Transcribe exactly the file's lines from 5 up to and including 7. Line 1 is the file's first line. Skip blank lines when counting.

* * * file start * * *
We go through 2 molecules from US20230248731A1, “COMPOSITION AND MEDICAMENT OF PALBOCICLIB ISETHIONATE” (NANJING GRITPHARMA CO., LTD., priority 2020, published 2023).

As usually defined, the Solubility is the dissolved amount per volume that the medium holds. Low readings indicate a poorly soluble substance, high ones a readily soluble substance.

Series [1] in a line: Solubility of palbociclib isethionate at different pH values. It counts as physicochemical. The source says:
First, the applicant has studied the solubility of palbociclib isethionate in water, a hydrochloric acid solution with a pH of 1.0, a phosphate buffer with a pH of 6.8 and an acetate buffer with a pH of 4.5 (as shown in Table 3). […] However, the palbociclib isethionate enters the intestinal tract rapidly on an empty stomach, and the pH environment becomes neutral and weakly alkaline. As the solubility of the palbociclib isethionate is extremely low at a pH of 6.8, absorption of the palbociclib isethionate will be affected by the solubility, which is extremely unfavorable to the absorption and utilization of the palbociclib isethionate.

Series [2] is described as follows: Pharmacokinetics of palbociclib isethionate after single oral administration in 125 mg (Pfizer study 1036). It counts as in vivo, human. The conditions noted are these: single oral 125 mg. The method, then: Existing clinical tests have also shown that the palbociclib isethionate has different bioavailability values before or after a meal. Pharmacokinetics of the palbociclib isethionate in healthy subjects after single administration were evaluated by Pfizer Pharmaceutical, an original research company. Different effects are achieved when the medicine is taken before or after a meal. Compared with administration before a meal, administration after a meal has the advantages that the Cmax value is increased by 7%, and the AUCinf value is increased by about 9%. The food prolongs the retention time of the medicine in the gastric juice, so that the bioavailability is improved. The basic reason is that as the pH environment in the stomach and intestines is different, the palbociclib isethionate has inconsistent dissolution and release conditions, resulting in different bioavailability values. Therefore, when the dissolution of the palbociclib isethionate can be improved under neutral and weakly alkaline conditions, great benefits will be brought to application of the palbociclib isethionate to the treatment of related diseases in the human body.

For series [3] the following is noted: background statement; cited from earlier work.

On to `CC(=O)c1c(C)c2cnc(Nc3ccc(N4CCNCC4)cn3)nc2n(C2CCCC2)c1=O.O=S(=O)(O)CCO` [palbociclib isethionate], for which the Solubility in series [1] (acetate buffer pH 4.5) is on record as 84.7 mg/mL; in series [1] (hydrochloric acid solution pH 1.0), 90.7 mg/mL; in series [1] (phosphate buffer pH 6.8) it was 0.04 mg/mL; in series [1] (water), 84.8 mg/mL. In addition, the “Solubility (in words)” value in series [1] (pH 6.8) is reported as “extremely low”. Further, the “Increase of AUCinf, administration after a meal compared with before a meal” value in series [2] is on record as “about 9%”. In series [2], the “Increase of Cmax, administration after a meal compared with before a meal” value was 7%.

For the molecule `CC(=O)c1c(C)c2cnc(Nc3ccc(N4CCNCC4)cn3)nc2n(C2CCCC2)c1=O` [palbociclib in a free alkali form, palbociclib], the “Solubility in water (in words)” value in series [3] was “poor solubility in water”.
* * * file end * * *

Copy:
Series [2] is described as follows: Pharmacokinetics of palbociclib isethionate after single oral administration in 125 mg (Pfizer study 1036). It counts as in vivo, human. The conditions noted are these: single oral 125 mg. The method, then: Existing clinical tests have also shown that the palbociclib isethionate has different bioavailability values before or after a meal. Pharmacokinetics of the palbociclib isethionate in healthy subjects after single administration were evaluated by Pfizer Pharmaceutical, an original research company. Different effects are achieved when the medicine is taken before or after a meal. Compared with administration before a meal, administration after a meal has the advantages that the Cmax value is increased by 7%, and the AUCinf value is increased by about 9%. The food prolongs the retention time of the medicine in the gastric juice, so that the bioavailability is improved. The basic reason is that as the pH environment in the stomach and intestines is different, the palbociclib isethionate has inconsistent dissolution and release conditions, resulting in different bioavailability values. Therefore, when the dissolution of the palbociclib isethionate can be improved under neutral and weakly alkaline conditions, great benefits will be brought to application of the palbociclib isethionate to the treatment of related diseases in the human body.

For series [3] the following is noted: background statement; cited from earlier work.

On to `CC(=O)c1c(C)c2cnc(Nc3ccc(N4CCNCC4)cn3)nc2n(C2CCCC2)c1=O.O=S(=O)(O)CCO` [palbociclib isethionate], for which the Solubility in series [1] (acetate buffer pH 4.5) is on record as 84.7 mg/mL; in series [1] (hydrochloric acid solution pH 1.0), 90.7 mg/mL; in series [1] (phosphate buffer pH 6.8) it was 0.04 mg/mL; in series [1] (water), 84.8 mg/mL. In addition, the “Solubility (in words)” value in series [1] (pH 6.8) is reported as “extremely low”. Further, the “Increase of AUCinf, administration after a meal compared with before a meal” value in series [2] is on record as “about 9%”. In series [2], the “Increase of Cmax, administration after a meal compared with before a meal” value was 7%.